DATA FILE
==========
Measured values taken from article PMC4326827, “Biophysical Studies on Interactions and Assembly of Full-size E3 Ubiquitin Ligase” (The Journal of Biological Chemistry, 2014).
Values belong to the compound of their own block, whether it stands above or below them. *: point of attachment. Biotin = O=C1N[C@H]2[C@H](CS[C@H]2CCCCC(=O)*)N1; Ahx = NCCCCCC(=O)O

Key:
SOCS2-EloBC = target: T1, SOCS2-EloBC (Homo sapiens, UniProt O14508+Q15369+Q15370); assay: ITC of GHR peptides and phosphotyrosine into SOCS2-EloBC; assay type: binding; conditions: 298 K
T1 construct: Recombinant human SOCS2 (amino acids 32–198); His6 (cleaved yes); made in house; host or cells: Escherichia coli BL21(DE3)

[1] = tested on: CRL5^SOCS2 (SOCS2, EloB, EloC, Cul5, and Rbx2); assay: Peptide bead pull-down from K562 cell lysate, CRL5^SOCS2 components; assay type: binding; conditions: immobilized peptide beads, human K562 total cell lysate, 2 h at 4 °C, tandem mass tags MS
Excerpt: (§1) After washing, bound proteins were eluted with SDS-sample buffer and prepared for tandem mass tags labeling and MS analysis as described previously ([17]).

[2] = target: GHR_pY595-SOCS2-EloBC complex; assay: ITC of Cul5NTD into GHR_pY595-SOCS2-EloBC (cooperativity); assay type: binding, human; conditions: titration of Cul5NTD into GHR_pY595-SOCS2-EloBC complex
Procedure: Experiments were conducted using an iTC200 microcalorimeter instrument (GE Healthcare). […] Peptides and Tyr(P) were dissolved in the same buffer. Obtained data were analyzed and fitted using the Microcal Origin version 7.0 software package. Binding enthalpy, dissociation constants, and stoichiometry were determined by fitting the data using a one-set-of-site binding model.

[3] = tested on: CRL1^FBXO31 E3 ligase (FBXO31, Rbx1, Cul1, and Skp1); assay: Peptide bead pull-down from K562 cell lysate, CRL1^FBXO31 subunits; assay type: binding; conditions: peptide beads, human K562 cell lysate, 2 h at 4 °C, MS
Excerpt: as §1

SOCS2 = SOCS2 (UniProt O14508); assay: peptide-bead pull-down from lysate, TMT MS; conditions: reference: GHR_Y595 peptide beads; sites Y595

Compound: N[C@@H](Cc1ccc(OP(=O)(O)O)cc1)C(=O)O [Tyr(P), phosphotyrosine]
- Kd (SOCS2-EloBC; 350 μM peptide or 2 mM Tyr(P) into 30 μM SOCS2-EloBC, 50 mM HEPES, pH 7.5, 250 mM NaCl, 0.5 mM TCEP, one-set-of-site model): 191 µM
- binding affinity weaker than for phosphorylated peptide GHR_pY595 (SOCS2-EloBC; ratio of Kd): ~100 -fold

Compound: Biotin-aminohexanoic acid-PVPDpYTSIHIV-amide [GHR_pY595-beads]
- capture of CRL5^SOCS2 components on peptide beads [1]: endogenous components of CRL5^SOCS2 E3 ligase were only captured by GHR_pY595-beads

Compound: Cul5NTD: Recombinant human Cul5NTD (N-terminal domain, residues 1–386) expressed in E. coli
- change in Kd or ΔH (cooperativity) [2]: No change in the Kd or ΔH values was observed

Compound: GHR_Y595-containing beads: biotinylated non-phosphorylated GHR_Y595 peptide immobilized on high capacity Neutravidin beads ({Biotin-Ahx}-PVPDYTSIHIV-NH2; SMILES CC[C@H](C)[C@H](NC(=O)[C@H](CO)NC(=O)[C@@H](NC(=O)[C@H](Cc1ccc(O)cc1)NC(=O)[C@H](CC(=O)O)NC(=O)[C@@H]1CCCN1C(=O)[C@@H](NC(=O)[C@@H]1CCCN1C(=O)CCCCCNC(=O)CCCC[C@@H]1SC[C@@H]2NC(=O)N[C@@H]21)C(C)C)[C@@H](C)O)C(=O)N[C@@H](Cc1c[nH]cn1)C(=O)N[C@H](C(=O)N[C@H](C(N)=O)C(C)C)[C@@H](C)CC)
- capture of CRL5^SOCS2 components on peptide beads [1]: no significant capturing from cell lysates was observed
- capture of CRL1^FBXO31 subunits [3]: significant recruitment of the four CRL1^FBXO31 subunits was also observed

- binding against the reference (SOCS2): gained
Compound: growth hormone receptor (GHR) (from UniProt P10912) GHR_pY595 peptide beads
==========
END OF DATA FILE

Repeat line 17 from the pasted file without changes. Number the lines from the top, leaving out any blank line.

- capture of CRL5^SOCS2 components on peptide beads [1]: endogenous components of CRL5^SOCS2 E3 ligase were only captured by GHR_pY595-beads